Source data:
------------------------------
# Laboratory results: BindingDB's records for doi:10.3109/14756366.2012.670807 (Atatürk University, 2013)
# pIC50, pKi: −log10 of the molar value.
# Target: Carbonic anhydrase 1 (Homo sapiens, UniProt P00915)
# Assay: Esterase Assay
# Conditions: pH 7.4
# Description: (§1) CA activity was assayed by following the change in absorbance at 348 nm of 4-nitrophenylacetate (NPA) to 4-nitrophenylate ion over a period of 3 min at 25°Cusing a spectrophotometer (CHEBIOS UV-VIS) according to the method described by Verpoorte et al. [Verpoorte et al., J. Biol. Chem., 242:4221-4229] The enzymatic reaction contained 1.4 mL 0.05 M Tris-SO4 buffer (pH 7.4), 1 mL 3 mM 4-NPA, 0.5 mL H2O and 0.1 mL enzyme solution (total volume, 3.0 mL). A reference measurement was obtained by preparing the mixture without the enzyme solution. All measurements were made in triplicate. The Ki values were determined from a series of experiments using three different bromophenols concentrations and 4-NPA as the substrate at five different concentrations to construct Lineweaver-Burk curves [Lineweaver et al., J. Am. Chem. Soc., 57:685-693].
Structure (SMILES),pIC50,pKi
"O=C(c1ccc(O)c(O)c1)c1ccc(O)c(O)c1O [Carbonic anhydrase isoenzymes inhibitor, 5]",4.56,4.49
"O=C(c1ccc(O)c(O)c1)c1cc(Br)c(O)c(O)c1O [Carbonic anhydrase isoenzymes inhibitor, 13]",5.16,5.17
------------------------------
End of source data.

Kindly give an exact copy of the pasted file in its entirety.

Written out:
# Laboratory results: BindingDB's records for doi:10.3109/14756366.2012.670807 (Atatürk University, 2013)
# pIC50, pKi: −log10 of the molar value.
# Target: Carbonic anhydrase 1 (Homo sapiens, UniProt P00915)
# Assay: Esterase Assay
# Conditions: pH 7.4
# Description: (§1) CA activity was assayed by following the change in absorbance at 348 nm of 4-nitrophenylacetate (NPA) to 4-nitrophenylate ion over a period of 3 min at 25°Cusing a spectrophotometer (CHEBIOS UV-VIS) according to the method described by Verpoorte et al. [Verpoorte et al., J. Biol. Chem., 242:4221-4229] The enzymatic reaction contained 1.4 mL 0.05 M Tris-SO4 buffer (pH 7.4), 1 mL 3 mM 4-NPA, 0.5 mL H2O and 0.1 mL enzyme solution (total volume, 3.0 mL). A reference measurement was obtained by preparing the mixture without the enzyme solution. All measurements were made in triplicate. The Ki values were determined from a series of experiments using three different bromophenols concentrations and 4-NPA as the substrate at five different concentrations to construct Lineweaver-Burk curves [Lineweaver et al., J. Am. Chem. Soc., 57:685-693].
Structure (SMILES),pIC50,pKi
"O=C(c1ccc(O)c(O)c1)c1ccc(O)c(O)c1O [Carbonic anhydrase isoenzymes inhibitor, 5]",4.56,4.49
"O=C(c1ccc(O)c(O)c1)c1cc(Br)c(O)c(O)c1O [Carbonic anhydrase isoenzymes inhibitor, 13]",5.16,5.17